The Ver Sacrum Review
From its inception in 1897, the Viennese Secession implements a series of actions. First, the construction of the Secession Building and the launch of its first exhibitions, then in January 1898 the establishment of the Ver Sacrum review, which serves as the official organ for the movement. At the time, magazines play a major role in the diffusion of new aesthetic principals and so it is imperative that the group uses this medium of communication effectively.
Its Latin title, Ver Sacrum, meaning “sacred Spring”, alludes to an ancient ritual in which young men were dispelled from their cities and requested to go build their own city in another location. This ritual is associated with Mars, the god of war, given that founding a new city generally requires taking one by force. Through the symbolic title choice, the members of the Secession affirm their commitment to a renewed approach to art and a break from the academic tradition. In the first issue of the review, they admit to being motivated by “the spirit of youth, thanks to which the present is becoming ever more modern”.
The review is published between 1898 and 1903 and reaches nearly 120 issues. Each issue is conceived as an exhibition in itself and forms a coherent whole. The majority of content is linked to the Secession members, however contributions from collaborators abroad and references to their influences and sources of inspiration also feature: one issue is dedicated to Japanese art; others pay homage to English artist Aubrey Beardsley and Belgian symbolist artists Fernand Khnopff and George Minne.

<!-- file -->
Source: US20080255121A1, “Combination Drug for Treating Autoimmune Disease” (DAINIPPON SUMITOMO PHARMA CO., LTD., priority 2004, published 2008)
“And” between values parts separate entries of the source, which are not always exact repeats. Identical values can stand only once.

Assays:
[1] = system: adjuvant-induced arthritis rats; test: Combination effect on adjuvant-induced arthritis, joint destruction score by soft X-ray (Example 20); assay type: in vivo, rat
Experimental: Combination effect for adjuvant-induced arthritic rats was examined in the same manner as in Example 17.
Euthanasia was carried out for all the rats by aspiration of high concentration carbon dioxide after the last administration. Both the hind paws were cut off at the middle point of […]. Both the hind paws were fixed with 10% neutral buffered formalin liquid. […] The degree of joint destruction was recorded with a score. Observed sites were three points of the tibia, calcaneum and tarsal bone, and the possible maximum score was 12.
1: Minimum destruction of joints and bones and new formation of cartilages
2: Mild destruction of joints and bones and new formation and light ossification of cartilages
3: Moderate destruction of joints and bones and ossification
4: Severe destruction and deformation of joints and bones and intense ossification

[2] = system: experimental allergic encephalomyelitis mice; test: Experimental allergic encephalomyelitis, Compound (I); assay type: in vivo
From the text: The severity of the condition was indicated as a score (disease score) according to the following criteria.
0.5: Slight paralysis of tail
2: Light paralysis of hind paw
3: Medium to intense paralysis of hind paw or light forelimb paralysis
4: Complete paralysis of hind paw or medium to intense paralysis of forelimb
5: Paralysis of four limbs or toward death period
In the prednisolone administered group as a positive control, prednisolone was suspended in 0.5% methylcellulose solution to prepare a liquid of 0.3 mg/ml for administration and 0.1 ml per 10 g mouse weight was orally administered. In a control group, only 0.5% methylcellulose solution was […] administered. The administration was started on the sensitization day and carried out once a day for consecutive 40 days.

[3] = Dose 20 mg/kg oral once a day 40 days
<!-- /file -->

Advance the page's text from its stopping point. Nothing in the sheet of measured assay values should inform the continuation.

The review is particularly important as the secessionists are at liberty to use its pages as a medium for experimentation, forging the issue into a veritable work of art in itself, which is purely representative of the artist's new ideas. A kind of avant-garde workshop, the complete collection consolidates 55 lithographs, 216 etchings and almost 500 drawings. The graphics and typography are characteristic of the Secession and work in harmony with the images.
While Klimt may oversee the entire enterprise, he only actually contributes to the first issue, released in 1898. For the issue, he creates a drawing entitled the Nuda Veritas, or “naked truth”, revealing a naked woman, face on, with a gaze seemingly fixed on the spectator and her right hand holding up the mirror of truth. A year later, he endeavours to create a painted version, adding snake lying dead at the woman's feet, which symbolises falsehood, as well as a quote from Friedrich von Schiller, which would become his own personal credo: “If you cannot please everyone with your deeds and your art, please a few. To please many is bad.”